Defence of doctoral thesis in the field of Micro- and nanosciences, M.Sc. Camilla Tossi
M.Sc. Camilla Tossi will defend the thesis "Nanomaterials for photoelectrochemical and photocatalytic conversion of solar energy" on 7 May 2021 at 12 in Aalto University School of Electrical Engineering, Department of Electronics and Nanoengineering.
Opponent: Prof. Guido Mul, University of Twente, The Netherlands
Supervisor: Prof. Ilkka Tittonen, Aalto University School of Electrical Engineering, Department of Electronics and Nanoengineering
Thesis available for public display at: https://aaltodoc.aalto.fi/doc_public/eonly/riiputus/
Doctoral theses in the School of Electrical Engineering: https://aaltodoc.aalto.fi/handle/123456789/53
One of the main quests of the 21st century is to decrease the carbon footprint of a global population that grows not only in numbers, but also in their resource consumption and in their pollution emission. This challenge can be faced by developing renewable energy sources, and by decreasing the impact of pollutants in the atmosphere and the oceans: solar energy can give a meaningful contribution to both pathways.
Sunlight can be harnessed not only as electricity, from solar panels, but also as chemical energy, from splitting water into oxygen and hydrogen. The process is possible thanks to the electrical charges that photons generate when absorbed by a semiconductor: solar water splitting can be therefore achieved on the surface of photocatalytic and photoelectrochemically active semiconductors, such as GaAs and metal oxides. The generated hydrogen can either be used as fuel, or fed into other chemical, biochemical and biological processes. Additionally, these materials are fit for directly reducing carbon dioxide and decompose pollutant compounds. The real challenge rests in making them durable and efficient enough to have a realistic impact: the materials need to be widely available, the fabrication processes needs to be respectful of the environment, and the produced energy needs to be stored efficiently.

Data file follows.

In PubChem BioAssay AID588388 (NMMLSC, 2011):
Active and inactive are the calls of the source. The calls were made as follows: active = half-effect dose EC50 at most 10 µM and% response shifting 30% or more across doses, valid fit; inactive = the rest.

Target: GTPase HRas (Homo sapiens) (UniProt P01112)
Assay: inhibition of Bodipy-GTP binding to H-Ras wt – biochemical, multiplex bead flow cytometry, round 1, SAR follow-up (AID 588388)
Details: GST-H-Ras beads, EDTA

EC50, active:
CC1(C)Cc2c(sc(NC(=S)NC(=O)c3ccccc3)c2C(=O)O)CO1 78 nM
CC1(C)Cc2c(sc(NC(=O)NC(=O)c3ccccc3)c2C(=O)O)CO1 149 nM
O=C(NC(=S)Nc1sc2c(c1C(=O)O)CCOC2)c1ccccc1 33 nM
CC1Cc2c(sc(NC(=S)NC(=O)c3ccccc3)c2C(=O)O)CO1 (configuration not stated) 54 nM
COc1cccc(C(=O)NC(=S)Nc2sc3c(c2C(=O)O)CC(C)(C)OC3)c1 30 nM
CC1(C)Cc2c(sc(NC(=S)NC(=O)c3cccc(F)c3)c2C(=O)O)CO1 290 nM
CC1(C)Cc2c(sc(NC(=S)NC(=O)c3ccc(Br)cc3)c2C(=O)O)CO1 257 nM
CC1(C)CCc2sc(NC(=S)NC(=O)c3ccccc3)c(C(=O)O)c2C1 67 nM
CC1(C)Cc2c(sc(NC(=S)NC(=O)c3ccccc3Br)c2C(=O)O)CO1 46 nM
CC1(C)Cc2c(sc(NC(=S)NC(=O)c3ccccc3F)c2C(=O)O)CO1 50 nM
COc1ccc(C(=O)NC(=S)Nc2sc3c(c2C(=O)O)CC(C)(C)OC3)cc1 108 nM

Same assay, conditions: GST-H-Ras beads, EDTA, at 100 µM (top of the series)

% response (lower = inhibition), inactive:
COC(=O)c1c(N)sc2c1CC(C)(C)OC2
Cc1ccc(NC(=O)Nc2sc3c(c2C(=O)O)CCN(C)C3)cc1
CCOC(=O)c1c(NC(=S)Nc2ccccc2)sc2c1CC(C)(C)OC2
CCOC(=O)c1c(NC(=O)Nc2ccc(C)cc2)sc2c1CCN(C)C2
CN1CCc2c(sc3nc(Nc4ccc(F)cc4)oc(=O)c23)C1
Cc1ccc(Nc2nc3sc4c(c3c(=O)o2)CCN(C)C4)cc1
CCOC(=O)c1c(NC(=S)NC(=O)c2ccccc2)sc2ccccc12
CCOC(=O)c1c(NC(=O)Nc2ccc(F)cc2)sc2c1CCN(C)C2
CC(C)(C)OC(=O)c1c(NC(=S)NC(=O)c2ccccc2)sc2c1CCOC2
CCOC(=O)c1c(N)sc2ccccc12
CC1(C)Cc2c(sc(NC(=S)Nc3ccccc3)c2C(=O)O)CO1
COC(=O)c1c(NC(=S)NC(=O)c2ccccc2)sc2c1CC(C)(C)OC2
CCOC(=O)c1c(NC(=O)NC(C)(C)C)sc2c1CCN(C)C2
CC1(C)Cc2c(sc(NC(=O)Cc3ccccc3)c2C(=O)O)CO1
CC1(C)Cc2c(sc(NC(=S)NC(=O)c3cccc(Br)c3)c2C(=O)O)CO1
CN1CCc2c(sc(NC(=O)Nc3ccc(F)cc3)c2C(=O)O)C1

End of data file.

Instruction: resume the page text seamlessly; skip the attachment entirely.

This thesis investigates using nanotechnology in the fabrication and the use of some of these materials: doping the semiconductor and adding thin films or nanoparticles on its surface leads to an increase in the conversion of sunlight to electrical charges, and to an improved transport of charges across the interface between the semiconductor and the water. In particular cases, nanoparticles can be added to the surface by a photochemical process known as photodeposition, that uses non-toxic precursors and exploits sunlight as its main driving force. This process not only fabricates materials for energy harvesting and pollutant degradation, but also does it in a manner that minimizes pollution and uses a renewable source. Uses of these nanomaterials are hydrogen production, pollutant decomposition both from water and from air, and bacterial growth using hydrogen from water splitting and carbon dioxide from air. This is possible for specific bacteria that feed on hydrogen and carbon dioxide, converting them into edible microbial proteins and specialized products, thus combining solar energy, environmental remediation and food production.
Contact information of doctoral candidate: